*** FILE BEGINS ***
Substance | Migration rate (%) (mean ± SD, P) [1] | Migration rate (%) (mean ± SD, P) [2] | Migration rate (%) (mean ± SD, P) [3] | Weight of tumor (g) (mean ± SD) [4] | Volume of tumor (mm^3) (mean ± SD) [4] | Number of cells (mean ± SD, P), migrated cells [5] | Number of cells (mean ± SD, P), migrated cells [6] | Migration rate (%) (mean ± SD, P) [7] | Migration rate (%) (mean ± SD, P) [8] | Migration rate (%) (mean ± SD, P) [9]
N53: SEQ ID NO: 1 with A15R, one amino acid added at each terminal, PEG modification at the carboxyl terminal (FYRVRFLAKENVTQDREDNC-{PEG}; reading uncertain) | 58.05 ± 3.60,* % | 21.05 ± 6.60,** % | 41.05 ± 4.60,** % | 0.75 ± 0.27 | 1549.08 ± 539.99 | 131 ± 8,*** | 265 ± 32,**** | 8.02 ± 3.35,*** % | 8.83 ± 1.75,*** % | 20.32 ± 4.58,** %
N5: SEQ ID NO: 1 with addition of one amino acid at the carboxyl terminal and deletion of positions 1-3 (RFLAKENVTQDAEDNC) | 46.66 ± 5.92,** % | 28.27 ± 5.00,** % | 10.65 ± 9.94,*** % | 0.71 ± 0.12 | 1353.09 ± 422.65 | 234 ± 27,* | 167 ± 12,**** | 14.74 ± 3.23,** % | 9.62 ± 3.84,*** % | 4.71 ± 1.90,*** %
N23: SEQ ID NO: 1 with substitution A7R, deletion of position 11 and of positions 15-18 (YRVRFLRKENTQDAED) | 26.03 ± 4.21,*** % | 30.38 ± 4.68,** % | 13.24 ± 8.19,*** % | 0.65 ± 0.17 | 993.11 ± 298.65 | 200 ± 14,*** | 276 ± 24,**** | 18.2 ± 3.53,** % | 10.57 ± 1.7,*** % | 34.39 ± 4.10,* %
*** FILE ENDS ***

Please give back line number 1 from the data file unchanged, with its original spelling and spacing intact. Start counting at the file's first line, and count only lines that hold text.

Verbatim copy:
Substance | Migration rate (%) (mean ± SD, P) [1] | Migration rate (%) (mean ± SD, P) [2] | Migration rate (%) (mean ± SD, P) [3] | Weight of tumor (g) (mean ± SD) [4] | Volume of tumor (mm^3) (mean ± SD) [4] | Number of cells (mean ± SD, P), migrated cells [5] | Number of cells (mean ± SD, P), migrated cells [6] | Migration rate (%) (mean ± SD, P) [7] | Migration rate (%) (mean ± SD, P) [8] | Migration rate (%) (mean ± SD, P) [9]